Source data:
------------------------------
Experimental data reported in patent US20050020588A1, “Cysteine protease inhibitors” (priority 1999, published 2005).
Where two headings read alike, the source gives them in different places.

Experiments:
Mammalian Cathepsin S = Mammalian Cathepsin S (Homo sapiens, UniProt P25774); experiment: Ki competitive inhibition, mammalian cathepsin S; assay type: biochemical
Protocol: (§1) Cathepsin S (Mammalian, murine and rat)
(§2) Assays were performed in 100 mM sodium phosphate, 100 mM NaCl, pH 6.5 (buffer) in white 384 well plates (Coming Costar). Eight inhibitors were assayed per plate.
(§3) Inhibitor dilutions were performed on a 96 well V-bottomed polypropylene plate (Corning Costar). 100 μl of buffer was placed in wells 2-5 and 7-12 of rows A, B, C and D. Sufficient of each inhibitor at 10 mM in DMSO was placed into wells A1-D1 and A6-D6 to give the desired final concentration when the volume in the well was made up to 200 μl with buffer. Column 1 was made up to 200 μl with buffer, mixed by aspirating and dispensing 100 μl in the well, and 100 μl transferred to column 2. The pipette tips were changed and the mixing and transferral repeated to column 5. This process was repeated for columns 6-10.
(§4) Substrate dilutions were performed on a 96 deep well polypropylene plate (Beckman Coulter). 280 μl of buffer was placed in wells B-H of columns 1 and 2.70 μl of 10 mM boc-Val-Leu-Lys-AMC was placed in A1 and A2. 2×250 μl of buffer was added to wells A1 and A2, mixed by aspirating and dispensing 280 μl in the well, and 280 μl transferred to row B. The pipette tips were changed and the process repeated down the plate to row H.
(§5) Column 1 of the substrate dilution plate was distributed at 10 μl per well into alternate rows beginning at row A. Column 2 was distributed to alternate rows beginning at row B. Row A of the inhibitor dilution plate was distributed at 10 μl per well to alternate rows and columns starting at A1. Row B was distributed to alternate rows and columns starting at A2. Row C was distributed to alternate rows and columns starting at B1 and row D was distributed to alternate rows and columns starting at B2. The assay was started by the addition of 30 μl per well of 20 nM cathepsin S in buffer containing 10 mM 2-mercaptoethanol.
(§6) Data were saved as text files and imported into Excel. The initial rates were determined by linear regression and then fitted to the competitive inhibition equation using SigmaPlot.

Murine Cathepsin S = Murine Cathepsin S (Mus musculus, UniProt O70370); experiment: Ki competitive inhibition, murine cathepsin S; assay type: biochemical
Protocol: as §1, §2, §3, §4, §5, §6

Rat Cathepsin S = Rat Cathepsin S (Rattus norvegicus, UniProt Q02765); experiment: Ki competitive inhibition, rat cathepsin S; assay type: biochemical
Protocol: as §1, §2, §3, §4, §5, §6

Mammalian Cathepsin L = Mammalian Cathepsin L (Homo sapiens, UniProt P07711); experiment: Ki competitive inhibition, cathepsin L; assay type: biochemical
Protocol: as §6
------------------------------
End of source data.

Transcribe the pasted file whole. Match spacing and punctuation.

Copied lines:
Experimental data reported in patent US20050020588A1, “Cysteine protease inhibitors” (priority 1999, published 2005).
Where two headings read alike, the source gives them in different places.

Experiments:
Mammalian Cathepsin S = Mammalian Cathepsin S (Homo sapiens, UniProt P25774); experiment: Ki competitive inhibition, mammalian cathepsin S; assay type: biochemical
Protocol: (§1) Cathepsin S (Mammalian, murine and rat)
(§2) Assays were performed in 100 mM sodium phosphate, 100 mM NaCl, pH 6.5 (buffer) in white 384 well plates (Coming Costar). Eight inhibitors were assayed per plate.
(§3) Inhibitor dilutions were performed on a 96 well V-bottomed polypropylene plate (Corning Costar). 100 μl of buffer was placed in wells 2-5 and 7-12 of rows A, B, C and D. Sufficient of each inhibitor at 10 mM in DMSO was placed into wells A1-D1 and A6-D6 to give the desired final concentration when the volume in the well was made up to 200 μl with buffer. Column 1 was made up to 200 μl with buffer, mixed by aspirating and dispensing 100 μl in the well, and 100 μl transferred to column 2. The pipette tips were changed and the mixing and transferral repeated to column 5. This process was repeated for columns 6-10.
(§4) Substrate dilutions were performed on a 96 deep well polypropylene plate (Beckman Coulter). 280 μl of buffer was placed in wells B-H of columns 1 and 2.70 μl of 10 mM boc-Val-Leu-Lys-AMC was placed in A1 and A2. 2×250 μl of buffer was added to wells A1 and A2, mixed by aspirating and dispensing 280 μl in the well, and 280 μl transferred to row B. The pipette tips were changed and the process repeated down the plate to row H.
(§5) Column 1 of the substrate dilution plate was distributed at 10 μl per well into alternate rows beginning at row A. Column 2 was distributed to alternate rows beginning at row B. Row A of the inhibitor dilution plate was distributed at 10 μl per well to alternate rows and columns starting at A1. Row B was distributed to alternate rows and columns starting at A2. Row C was distributed to alternate rows and columns starting at B1 and row D was distributed to alternate rows and columns starting at B2. The assay was started by the addition of 30 μl per well of 20 nM cathepsin S in buffer containing 10 mM 2-mercaptoethanol.
(§6) Data were saved as text files and imported into Excel. The initial rates were determined by linear regression and then fitted to the competitive inhibition equation using SigmaPlot.

Murine Cathepsin S = Murine Cathepsin S (Mus musculus, UniProt O70370); experiment: Ki competitive inhibition, murine cathepsin S; assay type: biochemical
Protocol: as §1, §2, §3, §4, §5, §6

Rat Cathepsin S = Rat Cathepsin S (Rattus norvegicus, UniProt Q02765); experiment: Ki competitive inhibition, rat cathepsin S; assay type: biochemical
Protocol: as §1, §2, §3, §4, §5, §6

Mammalian Cathepsin L = Mammalian Cathepsin L (Homo sapiens, UniProt P07711); experiment: Ki competitive inhibition, cathepsin L; assay type: biochemical
Protocol: as §6